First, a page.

GPS: It's indispensable if your trip takes you off trail into the open backcountry. However, you still will want to carry a compass and map, because only the common 1:24,000-scale topographic map can adequately detail the terrain and give you the reassuring overview that you are, in fact, heading in the right direction. The device I took, the Garmin Colorado 400t, consumed a lot of power, so I had to switch it off frequently. You can bring extra batteries, but that points up a major downside of backcountry electronics: weight. Every ounce of battery and circuit means a tradeoff with some other useful piece of gear.
PLBs: Personal locator beacons are not quite as empowering as they might seem. Yes, they are the ultimate safety net, so if you find yourself, as they say, having "exhausted all other means of self-rescue," you can press the button and government — park rangers, police, Coast Guard, whoever — will come running. But emergencies are not all equal. In my case, I easily could have been immobilized by my feet, but a rescue helo would have been out of proportion. Also, if the search-and-rescue services determine a call is frivolous or the result of poor judgment, you can be charged for the rescue.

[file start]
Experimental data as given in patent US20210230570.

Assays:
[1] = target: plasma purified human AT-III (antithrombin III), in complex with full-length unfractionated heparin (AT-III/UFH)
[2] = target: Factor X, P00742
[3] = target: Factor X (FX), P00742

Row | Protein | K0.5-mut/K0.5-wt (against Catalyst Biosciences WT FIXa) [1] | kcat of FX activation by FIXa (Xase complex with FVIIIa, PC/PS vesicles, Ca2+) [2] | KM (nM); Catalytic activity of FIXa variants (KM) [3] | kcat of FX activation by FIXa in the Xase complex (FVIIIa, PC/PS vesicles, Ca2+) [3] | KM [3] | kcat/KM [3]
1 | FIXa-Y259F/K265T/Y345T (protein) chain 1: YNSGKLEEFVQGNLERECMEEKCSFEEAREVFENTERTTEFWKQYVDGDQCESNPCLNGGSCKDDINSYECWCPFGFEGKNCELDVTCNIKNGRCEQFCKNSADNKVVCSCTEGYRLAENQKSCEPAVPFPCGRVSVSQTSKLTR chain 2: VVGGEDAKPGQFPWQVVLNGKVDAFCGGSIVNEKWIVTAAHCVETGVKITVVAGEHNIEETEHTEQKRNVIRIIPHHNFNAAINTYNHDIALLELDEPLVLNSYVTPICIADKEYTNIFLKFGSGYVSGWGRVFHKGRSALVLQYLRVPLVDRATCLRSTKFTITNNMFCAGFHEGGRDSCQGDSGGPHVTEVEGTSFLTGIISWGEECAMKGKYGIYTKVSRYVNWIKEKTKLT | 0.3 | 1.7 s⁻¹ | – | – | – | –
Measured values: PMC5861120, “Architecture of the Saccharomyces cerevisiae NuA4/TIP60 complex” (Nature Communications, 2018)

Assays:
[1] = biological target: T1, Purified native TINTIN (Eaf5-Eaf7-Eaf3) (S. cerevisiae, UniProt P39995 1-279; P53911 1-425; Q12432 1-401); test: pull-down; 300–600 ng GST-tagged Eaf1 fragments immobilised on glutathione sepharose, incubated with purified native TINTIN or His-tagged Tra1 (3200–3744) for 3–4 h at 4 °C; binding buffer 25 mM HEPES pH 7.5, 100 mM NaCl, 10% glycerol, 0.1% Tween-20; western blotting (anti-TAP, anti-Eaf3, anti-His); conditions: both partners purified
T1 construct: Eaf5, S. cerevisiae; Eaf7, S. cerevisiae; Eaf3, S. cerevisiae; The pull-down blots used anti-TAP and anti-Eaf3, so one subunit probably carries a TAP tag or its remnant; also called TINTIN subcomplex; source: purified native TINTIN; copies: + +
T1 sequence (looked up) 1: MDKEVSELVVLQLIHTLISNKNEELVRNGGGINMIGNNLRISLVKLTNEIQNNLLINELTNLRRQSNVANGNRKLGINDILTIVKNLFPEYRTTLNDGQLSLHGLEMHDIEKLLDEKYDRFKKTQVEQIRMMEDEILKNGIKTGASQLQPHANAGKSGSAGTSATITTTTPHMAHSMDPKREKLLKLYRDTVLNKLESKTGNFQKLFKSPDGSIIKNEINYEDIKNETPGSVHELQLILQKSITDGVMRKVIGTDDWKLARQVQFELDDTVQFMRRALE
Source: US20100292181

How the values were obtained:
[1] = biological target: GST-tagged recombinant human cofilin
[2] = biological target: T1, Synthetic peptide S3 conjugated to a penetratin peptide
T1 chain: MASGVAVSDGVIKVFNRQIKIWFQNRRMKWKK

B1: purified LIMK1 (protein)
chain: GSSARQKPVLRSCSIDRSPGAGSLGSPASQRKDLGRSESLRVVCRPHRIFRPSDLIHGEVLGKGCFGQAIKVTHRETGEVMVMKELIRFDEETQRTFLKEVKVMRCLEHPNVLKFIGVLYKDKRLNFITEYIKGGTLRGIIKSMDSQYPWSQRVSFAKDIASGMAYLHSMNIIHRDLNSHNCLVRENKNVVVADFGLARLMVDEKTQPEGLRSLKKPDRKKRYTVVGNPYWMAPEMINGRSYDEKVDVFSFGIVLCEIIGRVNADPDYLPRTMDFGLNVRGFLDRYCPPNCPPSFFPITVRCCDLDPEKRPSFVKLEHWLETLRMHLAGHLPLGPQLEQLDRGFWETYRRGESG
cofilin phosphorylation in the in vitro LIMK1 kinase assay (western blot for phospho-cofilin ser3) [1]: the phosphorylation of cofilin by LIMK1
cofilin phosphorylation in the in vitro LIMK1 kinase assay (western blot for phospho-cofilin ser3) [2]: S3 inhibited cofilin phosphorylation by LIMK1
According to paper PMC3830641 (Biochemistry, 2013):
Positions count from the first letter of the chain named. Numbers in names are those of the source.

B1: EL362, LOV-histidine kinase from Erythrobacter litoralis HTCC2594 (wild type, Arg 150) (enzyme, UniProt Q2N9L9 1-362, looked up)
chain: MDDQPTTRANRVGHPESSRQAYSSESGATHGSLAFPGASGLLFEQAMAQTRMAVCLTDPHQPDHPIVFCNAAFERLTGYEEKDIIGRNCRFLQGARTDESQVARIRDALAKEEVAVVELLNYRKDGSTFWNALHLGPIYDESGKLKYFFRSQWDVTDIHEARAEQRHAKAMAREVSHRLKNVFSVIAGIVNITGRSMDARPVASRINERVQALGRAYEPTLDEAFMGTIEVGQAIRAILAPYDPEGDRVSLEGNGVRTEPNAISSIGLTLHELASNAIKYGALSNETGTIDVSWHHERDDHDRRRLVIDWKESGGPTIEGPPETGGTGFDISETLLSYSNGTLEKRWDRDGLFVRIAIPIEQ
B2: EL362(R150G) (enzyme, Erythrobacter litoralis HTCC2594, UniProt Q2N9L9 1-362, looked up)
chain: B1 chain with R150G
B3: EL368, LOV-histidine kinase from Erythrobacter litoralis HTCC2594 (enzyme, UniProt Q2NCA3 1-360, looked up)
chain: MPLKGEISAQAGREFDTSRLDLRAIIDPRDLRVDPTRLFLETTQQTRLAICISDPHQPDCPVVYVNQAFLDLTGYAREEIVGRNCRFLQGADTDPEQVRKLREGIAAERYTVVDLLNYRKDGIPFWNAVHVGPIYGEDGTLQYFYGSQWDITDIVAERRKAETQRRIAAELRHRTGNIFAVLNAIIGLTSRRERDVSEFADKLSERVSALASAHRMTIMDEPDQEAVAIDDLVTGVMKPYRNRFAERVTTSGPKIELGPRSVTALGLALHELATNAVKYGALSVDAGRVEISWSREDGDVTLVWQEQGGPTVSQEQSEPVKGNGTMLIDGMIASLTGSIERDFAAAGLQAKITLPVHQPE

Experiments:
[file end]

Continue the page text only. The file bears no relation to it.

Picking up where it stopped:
Satellite phone: This is an enormously useful device that allows you to update folks back home of your progress but also to reassure yourself that everything's cool at home. Surprisingly, this was the most valuable function of the Iridium sat-phone, allowing me to stay out several days — including the two days necessary to place my water caches throughout the park — without fretting that home life was falling apart. Also, a sat-phone allows you to explain the nature of an emergency. Perhaps you don't need a helicopter rescue. Maybe you just need a ranger to bring you some water. In any event, renting a sat-phone seems like an excellent investment.